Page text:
For ESO it’s similar. You have the big arc, which takes you through all the zones. But plenty of missions which also have their voiced conversations. While the conversations up to recently were not lipsynced and the animations were very wooden, they still did a much better job than in many other games. (Sidenote: i say “up to recently”. I lately played the Greymoor introduction quest and had to notice that the quality of the conversations with NPCs was vastly increased in those. Lipsync was not perfect, but it was in place and the NPCs were better positioned and displayed, instead of relying on the old system of “standard pose, then exacute an emote when the corresponding line of conversation comes up”. I hope they can keep up the new level of quality. )

    That being said, ESO also lacks one key element of TSW: the strict limitation of missions. In TSW you only had the one big story arc, one main and up to three side missions at maximum. You could drop the main mission or side missions to pick up another one, but the limitation stayed in place. In ESO you can drag around up to 25 missions or so.

    Being able to just grab all the missions of some location results in players handling them just like they did in WoW: pick them all up, look at the map, work them off based on how you move along the map. Even WoW had some good stories hidden in between their quests. But by being torn up like that, almost nobody ever spotted them, they just were worked off, lost and forgotten.

    The same can happen in ESO. Some of my guild members work that, which means that they get the XP and reward, but can’t really connect the dots of the story any more.

    Ironically that was also one of the things many people complained about when TSW was new: that they had to do each mission individually, instead of being able to work them off in bulk. While i think it’s one of the most excellent design decission they did: it makes sure that the story is presented properly.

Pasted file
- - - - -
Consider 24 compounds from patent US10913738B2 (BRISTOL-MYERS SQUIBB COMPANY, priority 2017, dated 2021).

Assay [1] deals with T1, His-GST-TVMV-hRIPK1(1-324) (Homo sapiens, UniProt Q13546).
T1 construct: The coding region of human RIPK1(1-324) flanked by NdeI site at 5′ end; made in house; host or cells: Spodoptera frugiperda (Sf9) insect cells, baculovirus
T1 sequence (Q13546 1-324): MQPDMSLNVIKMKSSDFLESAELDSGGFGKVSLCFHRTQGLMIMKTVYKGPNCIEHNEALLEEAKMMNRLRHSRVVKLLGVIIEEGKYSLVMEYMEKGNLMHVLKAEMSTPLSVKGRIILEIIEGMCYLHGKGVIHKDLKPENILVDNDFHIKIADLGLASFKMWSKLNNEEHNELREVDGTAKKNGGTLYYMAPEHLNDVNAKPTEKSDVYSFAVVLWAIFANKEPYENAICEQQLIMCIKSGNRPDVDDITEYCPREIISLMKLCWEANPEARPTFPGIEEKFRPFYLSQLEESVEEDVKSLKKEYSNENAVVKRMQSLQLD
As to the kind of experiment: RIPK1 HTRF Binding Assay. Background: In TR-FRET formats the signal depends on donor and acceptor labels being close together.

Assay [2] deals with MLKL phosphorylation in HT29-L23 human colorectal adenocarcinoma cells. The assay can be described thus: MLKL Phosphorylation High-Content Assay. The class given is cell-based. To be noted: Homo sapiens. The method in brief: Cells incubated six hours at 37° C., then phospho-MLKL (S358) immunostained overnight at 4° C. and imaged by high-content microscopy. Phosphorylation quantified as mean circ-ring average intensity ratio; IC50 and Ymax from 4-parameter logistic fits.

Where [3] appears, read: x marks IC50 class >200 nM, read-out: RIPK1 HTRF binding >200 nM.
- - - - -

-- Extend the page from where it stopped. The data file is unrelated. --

As a sidenote, when i read the title of the article i actually thought about some other thing: too many stories are all about “save the world yet once again”. I very much think that always going for the biggest stakes is old and overused.

    Looking at ESO again, for me the most enjoyable DLC story was the Thieves Guild. There was nothing about saving the world, preventing the downfall of a nation, rescuing a god or stuff like that. It was all about a group of friends, who just made their living by doing non-legal good transfers and got into problems. In the very end the thing got a bit political, but it still remained at a low level. I found that this was much more relatable than many “you are the chosen hero, protector of the world, champion of the gods and whatever else” plotlines out there.

    So it might be just me, but i do believe that a smaller scope and thus better focus on the things happening really improves things.

  4. Great post, I agree! SWTOR does a really good job with this too, but only if you know to do all of the optional side quests. In the 1-50 game you have one long narrative (class stories), shorter planetary arcs that play out over the course of a few evenings, and a ton of smaller self contained stories. However, they have rejiggered the game to encourage you to completely ignore everything but the two longer story arcs.

    Of course all that goes completely out the window in the KoT… expansions, which is one reason I really dislike them that I didn’t fully realize until reading this post.

    I also apparently need to try Runescape. I never would have guessed.

  5. I said this to a friend after he complained about fetch the crystal missions in FFXIV, i said “In most MMOs you are part-time savior of the world, full-time errand boy”.

    I like big stories but after many of them get so big and convoluted i’m tired of them, can’t i be a farmer who have local level adventure? in some games our characters are called “adventurer” and this is perfect, give me an adventure, a full story in this one zone.

  6. Good post. I was criticizing this issue in LotRO like 10 years ago. Need to remind the player. Weeping Warrior, anyone? How long has it been since Dale? Also, likeable characters. Also, your own character feeling relevant somehow.

  7. Congratulations player, you are #85619 to be declared “The Chosen One” – the one to save us all! (With all these chosen one’s we can’t possibly lose.)

Leave a Reply

Fill in your details below or click an icon to log in: Logo

You are commenting using your account. Log Out /  Change )

Twitter picture

You are commenting using your Twitter account. Log Out /  Change )

Facebook photo

You are commenting using your Facebook account. Log Out /  Change )

Connecting to %s